Whenever there’s a tragedy like the typhoon disaster in the Philippines, heroic efforts follow, as they should. But there has been little note of a heroic effort halfway around the world, in a small refugee encampment on the outskirts of Baghdad. But it deserves our attention – and some action.
For more than three months, hundreds of Iranian dissidents have been on a hunger strike in protest of the kidnapping of seven of their compatriots, six of them women, after the murder of more than 50 others in a brutal, unprovoked massacre by, or with the complicity of, the Iraqi security forces.
These hunger strikers, who have subsisted on only water since the attack on Camp Ashraf on September 1, and whose health is fading every day, want only one thing: attention and action on an injustice.
They want the world to realize what is being done by the Iraqi Prime Minister Nouri al-Maliki, clearly at the behest of his masters in Tehran, to help wipe out any opposition to the mullahs who control Iran.
The story begins two years ago when U.S. troops pulled out of Iraq, at Maliki’s insistence.
Among the things left behind was the security of more than 3,000 members of the Mujahedin-e Khalq (MeK), which had been promised by the United States. When the folks at Ashraf turned over their weapons after the fall of Saddam Hussein, they were guaranteed protection under the 4th Geneva Convention. The U.S.-led coalition forces vetted every single one of them before offering that protection.
But rather than continuing this protection, the Maliki government has violated its pledge to do so, with deadly effect.
Attacks in 2009 and 2011 on Ashraf took dozens of lives before Maliki ordered the camp disbanded and its residents scattered around the country or returned to Iran, where they’d face certain death. The U.S. and U.N. intervened and got Maliki to agree to transfer all but about 100 of them to an abandoned US base near Baghdad called Camp Liberty.
With great trepidation, some 3,000 men, and women moved to a place where they had anything but liberty – foul, cramped living conditions, constant harassment, and occasional attacks.
What was worse that the processing they expected for prompt transfer to third countries has moved at a snail’s place. Only a couple hundred have been relocated in almost two years; one resident has been murdered for every two resettled.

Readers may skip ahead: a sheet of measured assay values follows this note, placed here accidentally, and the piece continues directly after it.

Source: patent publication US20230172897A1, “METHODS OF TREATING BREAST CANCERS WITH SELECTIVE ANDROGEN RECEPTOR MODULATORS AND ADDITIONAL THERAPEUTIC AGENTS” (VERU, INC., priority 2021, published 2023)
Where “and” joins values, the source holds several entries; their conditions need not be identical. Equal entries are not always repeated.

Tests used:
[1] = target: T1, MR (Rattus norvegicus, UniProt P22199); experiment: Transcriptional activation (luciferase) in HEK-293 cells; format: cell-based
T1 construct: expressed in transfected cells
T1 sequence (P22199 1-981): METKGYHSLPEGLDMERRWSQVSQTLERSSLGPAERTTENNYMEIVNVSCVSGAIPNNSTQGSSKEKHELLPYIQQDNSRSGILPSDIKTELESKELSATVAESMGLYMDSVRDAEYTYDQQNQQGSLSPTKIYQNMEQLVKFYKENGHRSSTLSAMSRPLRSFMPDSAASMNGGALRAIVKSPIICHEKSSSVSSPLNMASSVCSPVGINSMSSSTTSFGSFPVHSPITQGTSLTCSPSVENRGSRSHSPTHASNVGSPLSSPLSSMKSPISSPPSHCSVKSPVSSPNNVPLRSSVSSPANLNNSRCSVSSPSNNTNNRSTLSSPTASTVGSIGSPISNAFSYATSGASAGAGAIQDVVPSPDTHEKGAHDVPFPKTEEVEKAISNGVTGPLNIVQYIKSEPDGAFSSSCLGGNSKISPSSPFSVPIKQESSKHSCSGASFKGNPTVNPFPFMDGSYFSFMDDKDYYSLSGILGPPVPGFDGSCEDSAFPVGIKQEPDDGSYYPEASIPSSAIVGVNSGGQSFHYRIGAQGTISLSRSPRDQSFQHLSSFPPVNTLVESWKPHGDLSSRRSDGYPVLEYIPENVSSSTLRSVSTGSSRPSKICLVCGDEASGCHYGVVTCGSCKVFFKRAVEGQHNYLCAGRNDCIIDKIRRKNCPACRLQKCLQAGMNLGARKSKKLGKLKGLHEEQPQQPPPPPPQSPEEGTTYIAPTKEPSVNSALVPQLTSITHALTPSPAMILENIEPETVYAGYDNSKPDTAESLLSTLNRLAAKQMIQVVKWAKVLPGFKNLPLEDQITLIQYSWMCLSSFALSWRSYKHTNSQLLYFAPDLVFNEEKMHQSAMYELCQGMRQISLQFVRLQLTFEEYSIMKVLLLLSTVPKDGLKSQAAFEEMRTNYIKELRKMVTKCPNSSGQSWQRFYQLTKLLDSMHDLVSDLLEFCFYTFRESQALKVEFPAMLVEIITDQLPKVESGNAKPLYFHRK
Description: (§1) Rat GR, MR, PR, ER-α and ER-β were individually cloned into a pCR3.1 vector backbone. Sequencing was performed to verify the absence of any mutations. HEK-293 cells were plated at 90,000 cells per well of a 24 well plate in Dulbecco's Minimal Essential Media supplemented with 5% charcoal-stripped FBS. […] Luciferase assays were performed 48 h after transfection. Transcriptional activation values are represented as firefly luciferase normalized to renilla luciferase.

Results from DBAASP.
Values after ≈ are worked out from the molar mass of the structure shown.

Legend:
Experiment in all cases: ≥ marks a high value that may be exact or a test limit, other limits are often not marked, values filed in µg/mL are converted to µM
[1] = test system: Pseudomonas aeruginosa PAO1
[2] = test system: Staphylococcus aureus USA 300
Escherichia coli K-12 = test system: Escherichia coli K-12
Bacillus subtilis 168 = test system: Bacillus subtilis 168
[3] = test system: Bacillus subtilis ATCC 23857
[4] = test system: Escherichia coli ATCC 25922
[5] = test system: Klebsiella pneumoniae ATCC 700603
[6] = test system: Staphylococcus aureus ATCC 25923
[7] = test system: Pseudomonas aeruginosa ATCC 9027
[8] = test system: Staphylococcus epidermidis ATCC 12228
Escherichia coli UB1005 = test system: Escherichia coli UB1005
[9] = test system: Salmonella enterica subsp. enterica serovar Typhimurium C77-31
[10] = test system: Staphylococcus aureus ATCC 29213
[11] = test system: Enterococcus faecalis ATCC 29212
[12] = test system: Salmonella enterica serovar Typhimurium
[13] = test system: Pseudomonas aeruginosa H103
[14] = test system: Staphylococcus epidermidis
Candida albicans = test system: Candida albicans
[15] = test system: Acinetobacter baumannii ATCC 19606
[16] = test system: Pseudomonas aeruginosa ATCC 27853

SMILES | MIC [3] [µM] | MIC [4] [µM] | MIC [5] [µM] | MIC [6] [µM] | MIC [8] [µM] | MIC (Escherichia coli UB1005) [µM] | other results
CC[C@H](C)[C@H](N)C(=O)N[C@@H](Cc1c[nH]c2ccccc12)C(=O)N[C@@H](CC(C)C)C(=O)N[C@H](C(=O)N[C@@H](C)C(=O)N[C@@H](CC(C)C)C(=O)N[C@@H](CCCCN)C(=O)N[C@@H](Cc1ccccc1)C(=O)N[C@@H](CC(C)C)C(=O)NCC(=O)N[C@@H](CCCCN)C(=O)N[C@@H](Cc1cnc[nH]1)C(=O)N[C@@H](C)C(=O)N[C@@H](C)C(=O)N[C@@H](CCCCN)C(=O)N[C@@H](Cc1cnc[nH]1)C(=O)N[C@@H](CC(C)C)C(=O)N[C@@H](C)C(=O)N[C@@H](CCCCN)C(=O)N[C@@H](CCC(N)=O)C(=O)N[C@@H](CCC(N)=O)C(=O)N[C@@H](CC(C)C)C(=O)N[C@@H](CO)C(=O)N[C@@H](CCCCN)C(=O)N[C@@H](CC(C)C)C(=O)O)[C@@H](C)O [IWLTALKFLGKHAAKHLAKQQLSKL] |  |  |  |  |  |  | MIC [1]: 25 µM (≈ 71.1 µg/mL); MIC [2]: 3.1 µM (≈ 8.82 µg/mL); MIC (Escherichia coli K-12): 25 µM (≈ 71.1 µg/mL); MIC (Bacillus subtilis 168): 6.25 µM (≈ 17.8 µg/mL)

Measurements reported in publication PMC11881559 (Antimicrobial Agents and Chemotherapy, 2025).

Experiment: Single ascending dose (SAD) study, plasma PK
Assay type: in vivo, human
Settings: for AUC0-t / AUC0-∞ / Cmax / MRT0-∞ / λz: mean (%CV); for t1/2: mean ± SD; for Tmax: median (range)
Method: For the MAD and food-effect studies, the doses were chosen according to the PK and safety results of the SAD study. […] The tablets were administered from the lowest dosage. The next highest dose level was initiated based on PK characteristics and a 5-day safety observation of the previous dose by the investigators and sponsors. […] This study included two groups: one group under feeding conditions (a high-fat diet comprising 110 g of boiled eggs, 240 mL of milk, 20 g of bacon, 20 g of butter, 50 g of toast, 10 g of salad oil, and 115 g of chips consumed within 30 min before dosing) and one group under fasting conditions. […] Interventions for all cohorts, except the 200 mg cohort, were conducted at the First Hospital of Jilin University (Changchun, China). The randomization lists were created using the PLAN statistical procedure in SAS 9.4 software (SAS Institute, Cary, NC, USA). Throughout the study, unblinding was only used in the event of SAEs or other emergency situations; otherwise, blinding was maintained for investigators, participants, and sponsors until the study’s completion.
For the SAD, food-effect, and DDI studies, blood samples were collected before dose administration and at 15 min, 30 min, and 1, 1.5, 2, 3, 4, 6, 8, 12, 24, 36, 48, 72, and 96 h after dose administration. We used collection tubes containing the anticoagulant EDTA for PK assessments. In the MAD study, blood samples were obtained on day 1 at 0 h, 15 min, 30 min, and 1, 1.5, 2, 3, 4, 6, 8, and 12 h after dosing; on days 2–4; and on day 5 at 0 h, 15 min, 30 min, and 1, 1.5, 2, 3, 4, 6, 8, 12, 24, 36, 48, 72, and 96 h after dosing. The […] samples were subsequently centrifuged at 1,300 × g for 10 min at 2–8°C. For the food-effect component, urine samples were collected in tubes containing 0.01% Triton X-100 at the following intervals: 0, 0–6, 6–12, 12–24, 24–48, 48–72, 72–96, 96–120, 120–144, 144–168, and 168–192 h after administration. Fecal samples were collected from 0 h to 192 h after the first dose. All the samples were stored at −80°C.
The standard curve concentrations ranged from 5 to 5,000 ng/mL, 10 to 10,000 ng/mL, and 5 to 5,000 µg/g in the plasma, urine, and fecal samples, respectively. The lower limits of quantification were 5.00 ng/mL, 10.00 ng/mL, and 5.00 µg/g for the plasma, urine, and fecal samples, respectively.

Then, on September 1, the remaining folks at Ashraf were brutally assaulted – 52 were murdered, many of them shot in the head while handcuffed. And the missing seven were carried away.
So where are they?
The Iraqi government denies any complicity in the attack and says it doesn’t know where the missing seven are. Amnesty International, among others, has asserted that the hostages are in fact in Iraq, in official detention. According to a statement issued by the organization, "are at risk of torture and other ill-treatment and could be forcibly returned to Iran.”
Who should we believe – the Maliki government which has lied consistently regarding the Ashraf–Liberty situation or a respected organization that has no axe to grind?
That’s an easy one.
Meanwhile, hundreds of Iranian dissidents are at risk of dying while Maliki diddles and denies, the U.S. says nothing but “we’re looking into it,” and the UN continues to move at its normal turtle-like pace.
None of these options are acceptable.
Maliki must be brought to account and now is a perfect time.
He came to Washington last month to ask for more U.S. military aid for his beleaguered government. Meanwhile, he does Iran’s bidding at every turn, allows Tehran to fly weapons over Iraqi airspace to Bashar al-Assad, and murders and kidnaps innocent and unarmed civilians with impunity.
Maliki can’t have it both ways. The U.S. must insist that he free the hostages, stop harassing the Iranian dissidents, stop looking the other way while the mullahs resupply Syria's Bashir al-Assad, and prove that he can govern a nation that yearns freedom.
Only then should we consider any of his requests for more precious U.S. resources.
Tom Ridge is the former governor of Pennsylvania and served as the nation's first director of Homeland Security.